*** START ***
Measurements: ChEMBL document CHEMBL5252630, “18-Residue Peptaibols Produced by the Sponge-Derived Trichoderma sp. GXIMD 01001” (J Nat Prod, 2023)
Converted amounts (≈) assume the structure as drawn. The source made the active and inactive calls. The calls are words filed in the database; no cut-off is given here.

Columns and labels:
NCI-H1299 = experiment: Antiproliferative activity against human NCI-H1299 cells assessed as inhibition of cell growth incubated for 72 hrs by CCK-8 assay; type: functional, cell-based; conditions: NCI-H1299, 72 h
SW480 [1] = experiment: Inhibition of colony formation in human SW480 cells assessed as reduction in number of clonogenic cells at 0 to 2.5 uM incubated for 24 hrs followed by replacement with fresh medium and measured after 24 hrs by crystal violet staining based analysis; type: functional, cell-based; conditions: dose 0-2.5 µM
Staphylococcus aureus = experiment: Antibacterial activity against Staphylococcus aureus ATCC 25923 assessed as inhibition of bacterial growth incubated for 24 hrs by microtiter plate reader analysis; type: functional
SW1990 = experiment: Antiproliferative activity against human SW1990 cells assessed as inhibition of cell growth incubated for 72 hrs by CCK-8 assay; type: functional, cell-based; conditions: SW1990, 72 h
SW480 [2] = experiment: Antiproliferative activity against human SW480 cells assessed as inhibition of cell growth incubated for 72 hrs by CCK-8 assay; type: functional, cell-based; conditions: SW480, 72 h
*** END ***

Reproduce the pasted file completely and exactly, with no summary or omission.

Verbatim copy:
Measurements: ChEMBL document CHEMBL5252630, “18-Residue Peptaibols Produced by the Sponge-Derived Trichoderma sp. GXIMD 01001” (J Nat Prod, 2023)
Converted amounts (≈) assume the structure as drawn. The source made the active and inactive calls. The calls are words filed in the database; no cut-off is given here.

Columns and labels:
NCI-H1299 = experiment: Antiproliferative activity against human NCI-H1299 cells assessed as inhibition of cell growth incubated for 72 hrs by CCK-8 assay; type: functional, cell-based; conditions: NCI-H1299, 72 h
SW480 [1] = experiment: Inhibition of colony formation in human SW480 cells assessed as reduction in number of clonogenic cells at 0 to 2.5 uM incubated for 24 hrs followed by replacement with fresh medium and measured after 24 hrs by crystal violet staining based analysis; type: functional, cell-based; conditions: dose 0-2.5 µM
Staphylococcus aureus = experiment: Antibacterial activity against Staphylococcus aureus ATCC 25923 assessed as inhibition of bacterial growth incubated for 24 hrs by microtiter plate reader analysis; type: functional
SW1990 = experiment: Antiproliferative activity against human SW1990 cells assessed as inhibition of cell growth incubated for 72 hrs by CCK-8 assay; type: functional, cell-based; conditions: SW1990, 72 h
SW480 [2] = experiment: Antiproliferative activity against human SW480 cells assessed as inhibition of cell growth incubated for 72 hrs by CCK-8 assay; type: functional, cell-based; conditions: SW480, 72 h